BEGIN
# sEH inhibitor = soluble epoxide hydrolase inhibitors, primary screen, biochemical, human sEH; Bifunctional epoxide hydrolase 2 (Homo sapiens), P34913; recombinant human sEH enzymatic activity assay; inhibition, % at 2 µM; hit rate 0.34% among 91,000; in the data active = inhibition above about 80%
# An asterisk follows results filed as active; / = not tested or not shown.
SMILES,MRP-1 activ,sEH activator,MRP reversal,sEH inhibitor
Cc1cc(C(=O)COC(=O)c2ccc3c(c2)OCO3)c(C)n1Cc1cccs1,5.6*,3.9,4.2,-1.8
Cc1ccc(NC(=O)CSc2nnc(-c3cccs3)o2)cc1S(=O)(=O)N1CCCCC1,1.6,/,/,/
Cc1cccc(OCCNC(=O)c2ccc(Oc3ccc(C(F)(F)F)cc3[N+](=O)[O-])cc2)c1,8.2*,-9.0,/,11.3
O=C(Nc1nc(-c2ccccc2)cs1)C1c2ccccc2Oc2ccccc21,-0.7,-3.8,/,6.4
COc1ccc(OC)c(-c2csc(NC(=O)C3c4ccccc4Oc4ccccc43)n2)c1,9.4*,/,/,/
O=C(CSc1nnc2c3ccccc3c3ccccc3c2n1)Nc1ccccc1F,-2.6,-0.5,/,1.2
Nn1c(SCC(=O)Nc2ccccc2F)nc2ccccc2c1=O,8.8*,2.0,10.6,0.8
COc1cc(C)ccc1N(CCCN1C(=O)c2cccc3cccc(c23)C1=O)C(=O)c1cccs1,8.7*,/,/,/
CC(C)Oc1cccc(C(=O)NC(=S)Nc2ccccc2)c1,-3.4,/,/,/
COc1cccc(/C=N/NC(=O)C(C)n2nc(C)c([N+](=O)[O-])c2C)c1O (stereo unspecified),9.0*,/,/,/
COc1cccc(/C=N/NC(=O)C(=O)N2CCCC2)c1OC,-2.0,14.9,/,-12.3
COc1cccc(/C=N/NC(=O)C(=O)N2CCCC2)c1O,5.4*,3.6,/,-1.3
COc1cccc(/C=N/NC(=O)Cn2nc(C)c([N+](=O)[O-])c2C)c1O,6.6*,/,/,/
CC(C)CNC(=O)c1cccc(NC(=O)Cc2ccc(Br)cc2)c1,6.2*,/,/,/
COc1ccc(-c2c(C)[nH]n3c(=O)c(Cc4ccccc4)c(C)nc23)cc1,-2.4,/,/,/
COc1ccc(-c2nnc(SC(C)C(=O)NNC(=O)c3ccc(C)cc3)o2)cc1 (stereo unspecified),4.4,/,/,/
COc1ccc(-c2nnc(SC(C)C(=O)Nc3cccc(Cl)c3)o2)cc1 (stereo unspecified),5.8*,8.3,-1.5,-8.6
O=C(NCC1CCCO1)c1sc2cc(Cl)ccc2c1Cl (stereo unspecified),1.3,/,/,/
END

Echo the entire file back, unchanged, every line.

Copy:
# sEH inhibitor = soluble epoxide hydrolase inhibitors, primary screen, biochemical, human sEH; Bifunctional epoxide hydrolase 2 (Homo sapiens), P34913; recombinant human sEH enzymatic activity assay; inhibition, % at 2 µM; hit rate 0.34% among 91,000; in the data active = inhibition above about 80%
# An asterisk follows results filed as active; / = not tested or not shown.
SMILES,MRP-1 activ,sEH activator,MRP reversal,sEH inhibitor
Cc1cc(C(=O)COC(=O)c2ccc3c(c2)OCO3)c(C)n1Cc1cccs1,5.6*,3.9,4.2,-1.8
Cc1ccc(NC(=O)CSc2nnc(-c3cccs3)o2)cc1S(=O)(=O)N1CCCCC1,1.6,/,/,/
Cc1cccc(OCCNC(=O)c2ccc(Oc3ccc(C(F)(F)F)cc3[N+](=O)[O-])cc2)c1,8.2*,-9.0,/,11.3
O=C(Nc1nc(-c2ccccc2)cs1)C1c2ccccc2Oc2ccccc21,-0.7,-3.8,/,6.4
COc1ccc(OC)c(-c2csc(NC(=O)C3c4ccccc4Oc4ccccc43)n2)c1,9.4*,/,/,/
O=C(CSc1nnc2c3ccccc3c3ccccc3c2n1)Nc1ccccc1F,-2.6,-0.5,/,1.2
Nn1c(SCC(=O)Nc2ccccc2F)nc2ccccc2c1=O,8.8*,2.0,10.6,0.8
COc1cc(C)ccc1N(CCCN1C(=O)c2cccc3cccc(c23)C1=O)C(=O)c1cccs1,8.7*,/,/,/
CC(C)Oc1cccc(C(=O)NC(=S)Nc2ccccc2)c1,-3.4,/,/,/
COc1cccc(/C=N/NC(=O)C(C)n2nc(C)c([N+](=O)[O-])c2C)c1O (stereo unspecified),9.0*,/,/,/
COc1cccc(/C=N/NC(=O)C(=O)N2CCCC2)c1OC,-2.0,14.9,/,-12.3
COc1cccc(/C=N/NC(=O)C(=O)N2CCCC2)c1O,5.4*,3.6,/,-1.3
COc1cccc(/C=N/NC(=O)Cn2nc(C)c([N+](=O)[O-])c2C)c1O,6.6*,/,/,/
CC(C)CNC(=O)c1cccc(NC(=O)Cc2ccc(Br)cc2)c1,6.2*,/,/,/
COc1ccc(-c2c(C)[nH]n3c(=O)c(Cc4ccccc4)c(C)nc23)cc1,-2.4,/,/,/
COc1ccc(-c2nnc(SC(C)C(=O)NNC(=O)c3ccc(C)cc3)o2)cc1 (stereo unspecified),4.4,/,/,/
COc1ccc(-c2nnc(SC(C)C(=O)Nc3cccc(Cl)c3)o2)cc1 (stereo unspecified),5.8*,8.3,-1.5,-8.6
O=C(NCC1CCCO1)c1sc2cc(Cl)ccc2c1Cl (stereo unspecified),1.3,/,/,/